From The Greeley Tribune (Sharon Dunn):

Snowpack for the two basins that provide water to northern Colorado — the upper Colorado and South Platte River basins — still are cause for concern, despite the fact they are in a better spot than other basins around the state, said Brian Werner of Northern Colorado Water Conservancy District.

As of Wednesday, the upper Colorado was 79 percent of average while the South Platte was 93 percent of average. Statewide, snowpack is at 64 percent of average, now halfway through the season.

“Our biggest water-related months are March and April,” Werner said. “That’s where we get the wet, heavy spring snows that provide a lot of water to us. Our biggest months are still ahead of us.”

According to the U.S. Department of Agriculture, January’s statewide snowpack measured at 69 percent; that sank 5 percentage points by Wednesday. For January, a quarter of the state’s 200 snow monitoring sites across the state showed the lowest or second lowest levels on record, Brian Domonkos, Colorado Snow Survey supervisor, reported in a news release…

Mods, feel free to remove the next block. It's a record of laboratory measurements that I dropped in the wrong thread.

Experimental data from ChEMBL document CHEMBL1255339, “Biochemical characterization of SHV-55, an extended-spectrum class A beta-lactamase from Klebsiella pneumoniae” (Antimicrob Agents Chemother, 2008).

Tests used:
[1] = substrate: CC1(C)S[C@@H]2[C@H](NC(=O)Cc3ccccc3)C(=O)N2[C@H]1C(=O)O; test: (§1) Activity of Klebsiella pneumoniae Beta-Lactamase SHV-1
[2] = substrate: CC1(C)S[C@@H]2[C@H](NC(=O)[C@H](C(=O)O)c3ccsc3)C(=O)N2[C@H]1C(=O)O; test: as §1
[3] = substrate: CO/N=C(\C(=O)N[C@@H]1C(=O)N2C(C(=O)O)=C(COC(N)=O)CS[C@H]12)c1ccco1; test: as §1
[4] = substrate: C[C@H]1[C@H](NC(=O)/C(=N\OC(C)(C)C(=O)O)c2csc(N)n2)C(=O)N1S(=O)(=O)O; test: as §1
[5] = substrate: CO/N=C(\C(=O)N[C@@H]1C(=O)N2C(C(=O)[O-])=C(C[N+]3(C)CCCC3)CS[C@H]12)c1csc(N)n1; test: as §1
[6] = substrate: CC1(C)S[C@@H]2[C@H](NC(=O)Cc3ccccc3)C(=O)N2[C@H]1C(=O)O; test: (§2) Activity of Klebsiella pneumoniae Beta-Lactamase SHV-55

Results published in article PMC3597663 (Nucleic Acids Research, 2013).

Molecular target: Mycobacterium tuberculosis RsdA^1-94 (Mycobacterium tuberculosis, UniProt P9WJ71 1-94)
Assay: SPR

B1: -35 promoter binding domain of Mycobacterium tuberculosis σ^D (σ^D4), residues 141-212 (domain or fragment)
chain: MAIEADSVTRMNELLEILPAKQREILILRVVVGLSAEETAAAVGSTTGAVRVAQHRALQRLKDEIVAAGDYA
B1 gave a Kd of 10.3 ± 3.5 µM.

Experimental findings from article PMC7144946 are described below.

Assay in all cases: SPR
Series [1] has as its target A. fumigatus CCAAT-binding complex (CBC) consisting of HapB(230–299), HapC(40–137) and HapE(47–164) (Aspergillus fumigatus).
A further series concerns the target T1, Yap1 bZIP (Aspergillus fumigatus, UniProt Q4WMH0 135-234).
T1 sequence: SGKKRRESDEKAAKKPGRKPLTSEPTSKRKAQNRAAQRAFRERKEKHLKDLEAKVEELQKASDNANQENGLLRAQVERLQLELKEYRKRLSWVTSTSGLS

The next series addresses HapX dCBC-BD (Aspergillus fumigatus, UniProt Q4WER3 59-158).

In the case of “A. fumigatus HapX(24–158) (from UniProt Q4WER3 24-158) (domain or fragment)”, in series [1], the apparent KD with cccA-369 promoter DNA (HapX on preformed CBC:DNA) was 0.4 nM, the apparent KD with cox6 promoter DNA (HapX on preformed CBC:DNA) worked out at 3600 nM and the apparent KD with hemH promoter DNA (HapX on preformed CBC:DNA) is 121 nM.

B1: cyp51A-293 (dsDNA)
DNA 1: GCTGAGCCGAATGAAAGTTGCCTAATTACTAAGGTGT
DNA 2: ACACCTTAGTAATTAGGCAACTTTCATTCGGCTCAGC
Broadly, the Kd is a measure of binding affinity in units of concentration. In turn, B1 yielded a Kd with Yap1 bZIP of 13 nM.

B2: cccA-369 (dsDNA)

Northern Water on Wednesday had just conducted its first streamflow forecast for the year, as well. Based on that check, officials forecast that runoff — the amount of water that will flow through the rivers into local water supplies — will be at 80 percent to 90 percent of average come May and June. But that number can change every month.

The rest of the state may not be so lucky.

“While some streamflow forecasts in the South Platte and Upper Colorado River basins are projected to produce runoff within the range of normal, far more rivers and streams throughout the rest of Colorado are forecasted to provide below normal to well below normal runoff this spring,” the release stated.

Northern Colorado’s water supply is especially important to the agriculture industry throughout Weld County. The season has been dry and windy, and cause for concern. Soil moisture conditions were threatened due to a dry November, December and January, as well as heavy winds that tended to dry out the soil.

“That’s a concern with farmers, so some of the wet snows ahead could help us,” Werner said.

From The Denver Post (Bruce Finley) via The Loveland Reporter-Herald:

In southern Colorado river basins, the federal data through Feb. 7 showed snowpack in the Rio Grande River basin measured 33 percent of normal. In the combined San Miguel, Dolores, Animas and San Juan River basins, snowpack measured 35 percent of normal.

Northern Colorado fared wetter. Survey crews measured snow depths in the South Platte River basin that serves as a main source for metro Denver and northeastern farm fields at 93 percent of normal, and in the North Platte River basin at 88 percent of normal. The snowpack in the upper Colorado River basin that also is a key source of water for booming Front Range cities measured 79 percent of normal.